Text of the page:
I climbed into a taxi at London Liverpool Street station on a socially distanced visit to see my 86-year-old mother. In the cabbie’s rear-view mirror, I noticed his eyes brighten when I told him I was a Catholic priest. He, too, was a Catholic. We made small talk about religion, homeschooling and lockdown’s effect on business.
With little traffic on the road, the cab sped along the Thames Embankment towards Westminster. I admired the beauty of the city. Wordsworth’s words, “Ne’er saw I, never felt, a calm so deep!” felt apt and resonant.
The cab turned into Parliament Square and we were confronted by the sight of three towering grey boxes. Around the foot of the largest box, gatherings of men mingled, their movements tracked by a cordon of police officers. In a pre-Covid world, the boxes might have been mistaken for sinister art installations. But now their purpose was to shield the statues of Churchill, Gandhi and Mandela from any outbreak of secular iconoclasm.
“It’s going to be a bad day,” my cabbie sombrely predicted as we drove past the protesters who had come nursing their resentments, fears and anger. As I watched the news that night, the prediction was proved right.
Most of the recent expressions of protest in this country and elsewhere have been peaceful. However, some expressions have exhibited a more ugly face. Tweets, memes and posts are often barbed. A hardening of ideological positions fosters scepticism about the value of dialogue. The coarsening of civil debate risks trivialising the complexity of history and, as a result, skews attempts at the right ordering of relations between communities and individuals.
The Gospel of Peace, preached by the Church, is an antidote to such attitudes. It witnesses to the hope that when the truth is spoken in love, peace flourishes. When we reject “the father of lies”, when we refuse to spin the truth or wield it as a weapon of division, then we imitate more closely the One on whose lips no guile was found. The Gospel of Peace assures humanity that evil, the mysterium iniquitatis, will not have the final word in human affairs. That word belongs solely to the Crucified and Risen Christ and it will be a word of reconciliation.
In the City of God, St Augustine of Hippo reminds us that an authentic peace can only be built on what he called “the tranquillity of right order”, tranquillitas ordinis. If our thinking is disordered and composure of the heart is absent, then we will always struggle to know the truth about ourselves and others. Our efforts to build peace, sincere though they may be, will always be frustrated.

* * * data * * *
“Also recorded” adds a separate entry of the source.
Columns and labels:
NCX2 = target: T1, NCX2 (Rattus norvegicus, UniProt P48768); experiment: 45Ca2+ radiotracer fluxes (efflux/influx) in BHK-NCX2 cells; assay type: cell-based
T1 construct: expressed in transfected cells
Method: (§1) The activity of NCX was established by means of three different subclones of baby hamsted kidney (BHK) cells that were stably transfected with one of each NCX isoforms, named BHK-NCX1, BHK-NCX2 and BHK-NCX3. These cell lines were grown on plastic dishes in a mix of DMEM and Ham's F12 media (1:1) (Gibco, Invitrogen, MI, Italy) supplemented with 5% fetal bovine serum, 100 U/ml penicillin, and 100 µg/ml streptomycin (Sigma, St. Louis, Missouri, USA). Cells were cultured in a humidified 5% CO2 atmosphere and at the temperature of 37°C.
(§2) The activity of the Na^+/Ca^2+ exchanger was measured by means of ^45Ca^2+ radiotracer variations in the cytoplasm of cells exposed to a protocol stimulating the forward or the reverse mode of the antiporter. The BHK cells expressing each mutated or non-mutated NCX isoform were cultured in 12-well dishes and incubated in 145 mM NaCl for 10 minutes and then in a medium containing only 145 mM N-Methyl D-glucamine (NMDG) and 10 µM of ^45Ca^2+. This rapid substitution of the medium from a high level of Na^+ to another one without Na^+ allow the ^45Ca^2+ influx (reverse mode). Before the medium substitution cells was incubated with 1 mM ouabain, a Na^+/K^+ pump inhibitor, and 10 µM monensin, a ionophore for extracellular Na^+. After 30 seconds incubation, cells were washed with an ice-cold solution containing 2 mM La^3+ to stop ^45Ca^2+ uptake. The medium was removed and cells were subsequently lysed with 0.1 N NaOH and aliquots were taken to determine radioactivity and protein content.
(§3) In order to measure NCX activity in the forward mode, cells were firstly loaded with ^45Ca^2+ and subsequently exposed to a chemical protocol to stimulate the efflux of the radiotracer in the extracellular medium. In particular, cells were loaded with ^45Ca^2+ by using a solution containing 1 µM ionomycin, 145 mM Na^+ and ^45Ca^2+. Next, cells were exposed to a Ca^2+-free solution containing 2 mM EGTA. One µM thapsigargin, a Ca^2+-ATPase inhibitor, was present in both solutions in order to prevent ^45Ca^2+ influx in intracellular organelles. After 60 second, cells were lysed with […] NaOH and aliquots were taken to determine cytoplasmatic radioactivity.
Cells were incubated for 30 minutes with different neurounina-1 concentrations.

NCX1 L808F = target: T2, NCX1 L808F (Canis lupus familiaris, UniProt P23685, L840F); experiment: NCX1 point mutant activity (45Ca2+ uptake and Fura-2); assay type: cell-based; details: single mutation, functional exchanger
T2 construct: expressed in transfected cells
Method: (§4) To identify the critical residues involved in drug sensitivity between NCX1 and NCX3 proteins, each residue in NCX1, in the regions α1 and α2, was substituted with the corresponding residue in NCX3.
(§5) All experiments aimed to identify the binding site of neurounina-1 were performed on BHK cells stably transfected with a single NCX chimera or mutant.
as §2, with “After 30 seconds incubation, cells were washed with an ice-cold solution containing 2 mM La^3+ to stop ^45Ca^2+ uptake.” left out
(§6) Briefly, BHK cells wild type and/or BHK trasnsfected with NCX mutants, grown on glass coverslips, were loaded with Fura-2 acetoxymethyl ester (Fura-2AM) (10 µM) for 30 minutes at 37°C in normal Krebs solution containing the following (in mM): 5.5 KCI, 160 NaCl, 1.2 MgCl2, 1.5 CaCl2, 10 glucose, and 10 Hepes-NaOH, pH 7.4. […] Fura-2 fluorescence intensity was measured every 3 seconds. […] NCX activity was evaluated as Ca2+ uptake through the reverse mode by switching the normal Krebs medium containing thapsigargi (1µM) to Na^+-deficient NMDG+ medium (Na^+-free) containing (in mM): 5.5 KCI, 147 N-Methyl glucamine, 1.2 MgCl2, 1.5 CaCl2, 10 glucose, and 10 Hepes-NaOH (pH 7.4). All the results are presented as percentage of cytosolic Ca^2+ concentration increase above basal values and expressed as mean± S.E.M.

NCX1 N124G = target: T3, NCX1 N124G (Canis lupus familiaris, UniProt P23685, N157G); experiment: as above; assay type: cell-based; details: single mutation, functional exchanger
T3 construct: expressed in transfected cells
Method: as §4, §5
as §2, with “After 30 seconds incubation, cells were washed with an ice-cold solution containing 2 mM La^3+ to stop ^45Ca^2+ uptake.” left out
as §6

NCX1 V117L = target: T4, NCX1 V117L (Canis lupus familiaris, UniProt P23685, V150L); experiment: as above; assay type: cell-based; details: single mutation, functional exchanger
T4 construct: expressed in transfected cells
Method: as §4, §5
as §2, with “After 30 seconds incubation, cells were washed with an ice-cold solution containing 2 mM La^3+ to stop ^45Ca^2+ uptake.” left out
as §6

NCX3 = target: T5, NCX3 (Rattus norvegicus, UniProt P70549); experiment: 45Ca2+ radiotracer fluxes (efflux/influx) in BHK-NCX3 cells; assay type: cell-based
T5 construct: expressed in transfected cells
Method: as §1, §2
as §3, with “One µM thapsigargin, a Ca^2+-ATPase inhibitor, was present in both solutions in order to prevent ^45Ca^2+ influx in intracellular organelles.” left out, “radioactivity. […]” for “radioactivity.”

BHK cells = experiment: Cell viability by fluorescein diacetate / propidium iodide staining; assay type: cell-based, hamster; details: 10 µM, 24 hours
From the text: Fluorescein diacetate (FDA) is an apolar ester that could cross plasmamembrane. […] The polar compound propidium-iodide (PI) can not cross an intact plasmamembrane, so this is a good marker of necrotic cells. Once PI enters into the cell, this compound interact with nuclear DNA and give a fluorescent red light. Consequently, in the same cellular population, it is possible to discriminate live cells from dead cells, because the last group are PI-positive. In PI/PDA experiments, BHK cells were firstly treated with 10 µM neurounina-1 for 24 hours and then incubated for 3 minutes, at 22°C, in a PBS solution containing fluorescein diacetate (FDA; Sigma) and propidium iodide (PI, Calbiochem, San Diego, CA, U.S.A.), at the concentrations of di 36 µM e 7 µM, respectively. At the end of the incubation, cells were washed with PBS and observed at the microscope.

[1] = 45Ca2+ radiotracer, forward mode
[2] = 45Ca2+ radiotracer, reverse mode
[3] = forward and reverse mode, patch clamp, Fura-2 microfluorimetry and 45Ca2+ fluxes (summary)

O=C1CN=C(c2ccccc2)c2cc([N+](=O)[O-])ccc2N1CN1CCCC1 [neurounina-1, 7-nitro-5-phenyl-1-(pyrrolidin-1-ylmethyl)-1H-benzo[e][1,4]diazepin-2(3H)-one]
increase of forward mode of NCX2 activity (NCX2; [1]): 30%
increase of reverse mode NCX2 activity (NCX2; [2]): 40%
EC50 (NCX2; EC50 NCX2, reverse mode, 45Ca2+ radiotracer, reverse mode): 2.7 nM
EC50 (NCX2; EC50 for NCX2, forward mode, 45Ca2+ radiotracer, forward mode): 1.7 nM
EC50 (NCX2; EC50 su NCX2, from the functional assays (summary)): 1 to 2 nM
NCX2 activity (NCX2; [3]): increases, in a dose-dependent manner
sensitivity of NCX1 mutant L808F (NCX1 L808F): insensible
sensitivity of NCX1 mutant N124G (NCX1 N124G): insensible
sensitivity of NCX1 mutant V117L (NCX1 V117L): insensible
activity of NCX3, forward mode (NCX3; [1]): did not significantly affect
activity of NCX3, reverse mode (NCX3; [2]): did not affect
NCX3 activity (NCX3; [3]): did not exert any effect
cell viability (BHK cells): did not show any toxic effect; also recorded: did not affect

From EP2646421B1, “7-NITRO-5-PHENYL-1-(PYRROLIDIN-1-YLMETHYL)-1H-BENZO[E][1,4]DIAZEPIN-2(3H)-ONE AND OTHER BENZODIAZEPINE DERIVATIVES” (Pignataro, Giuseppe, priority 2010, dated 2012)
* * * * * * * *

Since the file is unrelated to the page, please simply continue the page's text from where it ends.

It is not the toppling of statues from their plinths, but the raising on high the Cross of Christ that will bring peace. He has “reconciled all things, whether on earth or in heaven, making peace by the blood of His Cross” (Col 1:20).
The Cross opens for us a way beyond mutual condemnation and the urge to scapegoat, by forgiving those who have trespassed against us. Christ understands that forgiveness is often hard for us to give and to accept. Therefore, through the life of His Church, He provides us with all the graces we need to make our conversion to the truth of peace a reality in our lives.
When engaging with unjust and violent forces, talk of forgiveness can sound like a weak response. But it is never so. To forgive is an act of moral courage. While the impulse to seek vengeance degrades the human person, forgiveness ennobles us. Beginning with our need for conversion of heart, grace operates on the cataracts of suspicion. All that has blurred our ability to recognise the other as our brother and sister is healed.
We arrived at my mother’s home. As I stepped from the taxi, the cabbie’s parting words were, “Stay safe. Peace.” It sounded like a blessing on the city and the world.
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